executive summary for business plan examples

Hair Salon Executive Summary

executive summary for business plan examples

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How to Write an Executive Summary

Make Writing Your Executive Summary Easier With This Example

Susan Ward wrote about small businesses for The Balance for 18 years. She has run an IT consulting firm and designed and presented courses on how to promote small businesses.

executive summary for business plan examples

What to Include in an Executive Summary

Executive summary example.

The Balance / Jo Zhou

An executive summary is a brief overview at the beginning of your business plan. It should provide a short, concise summary of your business that captures the reader's attention and gives them an interest in learning more about it.

The executive summary is important as it sets the tone for the entire business plan and can often be the deciding factor in whether the reader continues. See an example of a business plan's executive summary and learn the key components of one so you can begin writing one of your own.

The executive summary goes near the beginning of the business plan but is written last. To include a summary of the different parts of your business plan, you'll need to write them first.

When you write the executive summary, keep it under two pages. The executive summary should contain brief summaries of other sections of the plan. 

The idea is to give a brief overview of your business first before going into detail about each of the different parts.

The executive summary should contain all of the important information about your business, such as:

  • Business name
  • Business location
  • Your mission as a company
  • A history of the company
  • Management and advisors
  • Services or products offered
  • The market for your offerings
  • Your business's competitive advantages
  • Your financial projections
  • Startup financing required, if any

Format the executive summary clearly and attractively, with headings for each section. Your word processing software may have a template you can use that will make your business plan look good.

It's always easier to write something if you can read an example first, so here's an executive summary example that you can use as a model for your own business plan's executive summary.

This executive summary is for a fictional company called Pet Grandma Inc.

Company Mission

Pet Grandma Inc. offers superior on-site pet sitting and exercising services for dogs and cats, providing the personal loving pet care that the owners themselves would provide if they were home. Our team will ensure that pet owners can take business trips or vacations knowing that their pets are in good hands.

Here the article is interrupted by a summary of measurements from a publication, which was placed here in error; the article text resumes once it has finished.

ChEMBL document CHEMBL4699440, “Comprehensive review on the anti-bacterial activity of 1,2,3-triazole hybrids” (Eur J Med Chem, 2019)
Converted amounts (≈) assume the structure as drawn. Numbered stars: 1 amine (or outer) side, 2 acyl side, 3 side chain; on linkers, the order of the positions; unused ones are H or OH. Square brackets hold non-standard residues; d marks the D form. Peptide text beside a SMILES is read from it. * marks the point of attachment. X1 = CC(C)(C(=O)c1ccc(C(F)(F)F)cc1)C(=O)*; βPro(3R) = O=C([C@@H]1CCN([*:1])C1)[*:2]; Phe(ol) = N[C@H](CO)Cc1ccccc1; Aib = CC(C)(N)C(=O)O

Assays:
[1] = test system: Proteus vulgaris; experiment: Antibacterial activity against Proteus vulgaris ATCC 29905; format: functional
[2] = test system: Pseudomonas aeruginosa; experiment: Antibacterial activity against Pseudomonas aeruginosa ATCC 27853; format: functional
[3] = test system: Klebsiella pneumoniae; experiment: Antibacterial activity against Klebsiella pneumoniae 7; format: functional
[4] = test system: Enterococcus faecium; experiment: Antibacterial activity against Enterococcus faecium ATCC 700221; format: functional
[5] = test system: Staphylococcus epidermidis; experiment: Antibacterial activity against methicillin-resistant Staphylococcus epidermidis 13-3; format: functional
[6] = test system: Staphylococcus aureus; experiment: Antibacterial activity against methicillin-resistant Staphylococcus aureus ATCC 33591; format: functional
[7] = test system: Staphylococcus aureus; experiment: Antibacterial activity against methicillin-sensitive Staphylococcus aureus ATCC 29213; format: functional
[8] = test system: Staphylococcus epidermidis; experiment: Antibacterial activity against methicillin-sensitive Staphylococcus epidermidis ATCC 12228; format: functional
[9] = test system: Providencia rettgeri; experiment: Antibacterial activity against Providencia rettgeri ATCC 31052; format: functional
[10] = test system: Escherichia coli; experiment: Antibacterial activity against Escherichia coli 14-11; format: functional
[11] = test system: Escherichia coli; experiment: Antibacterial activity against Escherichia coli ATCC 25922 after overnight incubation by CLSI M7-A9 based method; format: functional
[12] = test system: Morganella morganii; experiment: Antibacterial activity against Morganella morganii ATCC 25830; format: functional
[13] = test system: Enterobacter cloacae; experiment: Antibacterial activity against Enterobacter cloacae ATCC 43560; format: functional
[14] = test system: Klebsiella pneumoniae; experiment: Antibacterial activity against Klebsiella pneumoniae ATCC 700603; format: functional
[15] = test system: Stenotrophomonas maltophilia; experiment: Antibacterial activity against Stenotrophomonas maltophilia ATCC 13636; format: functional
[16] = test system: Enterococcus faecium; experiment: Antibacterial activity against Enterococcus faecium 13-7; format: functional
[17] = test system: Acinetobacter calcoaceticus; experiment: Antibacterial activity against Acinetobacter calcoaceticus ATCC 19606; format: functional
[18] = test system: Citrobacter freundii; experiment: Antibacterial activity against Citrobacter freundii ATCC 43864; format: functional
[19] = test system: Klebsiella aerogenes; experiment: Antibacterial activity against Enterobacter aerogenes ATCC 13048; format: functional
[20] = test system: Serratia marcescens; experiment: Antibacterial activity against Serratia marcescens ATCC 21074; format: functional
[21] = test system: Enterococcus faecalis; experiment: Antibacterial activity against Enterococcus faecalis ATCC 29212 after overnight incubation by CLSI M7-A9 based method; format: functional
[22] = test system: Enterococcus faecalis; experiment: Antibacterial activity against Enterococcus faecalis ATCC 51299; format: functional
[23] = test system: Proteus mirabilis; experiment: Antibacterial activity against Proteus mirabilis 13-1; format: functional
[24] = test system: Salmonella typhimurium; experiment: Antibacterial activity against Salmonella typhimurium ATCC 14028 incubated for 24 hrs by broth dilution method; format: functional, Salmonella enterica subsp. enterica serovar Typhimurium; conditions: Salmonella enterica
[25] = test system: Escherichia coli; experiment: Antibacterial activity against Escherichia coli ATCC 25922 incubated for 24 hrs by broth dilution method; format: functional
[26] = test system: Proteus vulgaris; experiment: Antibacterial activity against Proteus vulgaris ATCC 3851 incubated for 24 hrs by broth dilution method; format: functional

Company and Management

Pet Grandma Inc. is headquartered in the City of West Vancouver and incorporated in the Province of British Columbia. The company is owned by partners Pat Simpson and Terry Estelle. Pat has extensive experience in animal care while Terry has worked in  sales and marketing  for 15 years.

The management of Pet Grandma Inc. consists of co-owners Pat Simpson and Terry Estelle. Both partners will be taking hands-on management roles in the company. In addition, we have assembled a  board of advisors  to provide management expertise. The advisors are:

  •  Juliette LeCroix, partner at LeCroix Accounting LLP
  •  Carey Boniface, veterinarian and partner at Little Tree Animal Care Clinic
  •  John Toms, president of Toms Communications Ltd.

Our clients are dog owners and cat owners who choose to leave their pets at home when they travel, or who want their pets to have company when their owners are at work. Pet Grandma Inc. offers a variety of pet care services, all in the pet’s home environment, including:

  • Dog walking
  • Daily visits
  • 24-hour care for days or weeks
  • Administration of medications by qualified staff
  • Emergency treatment in case of illness (arranged through veterinarians)
  • Plant watering
  • Mail collection
  • Garbage/recycling

Across Canada, the pet care industry has seen an explosion of growth over the last three years. West Vancouver is an affluent area with a high pet density. Our  market research  has shown that nine out of 10 pet owners polled in West Vancouver would prefer to have their pets cared for in their own homes when they travel rather than be kenneled and six out of 10 would consider having a pet sitter provide company for their dog when they were at work.

Competitive Advantages

While there are currently eight businesses offering pet sitting in West Vancouver, only three of these offer on-site pet care and none offers “pet visit” services for working pet owners.

Pet Grandma’s marketing strategy is to emphasize the quality of pet care we provide (“a Grandma for your pet!”) and the availability of our services. Dog owners who work, for instance, will come home to find happy, friendly companions who have already been exercised and walked, instead of demanding, whiny animals.

All pet services will be provided by animal care-certified staff.

All employees are insured and bonded.

Financial Projections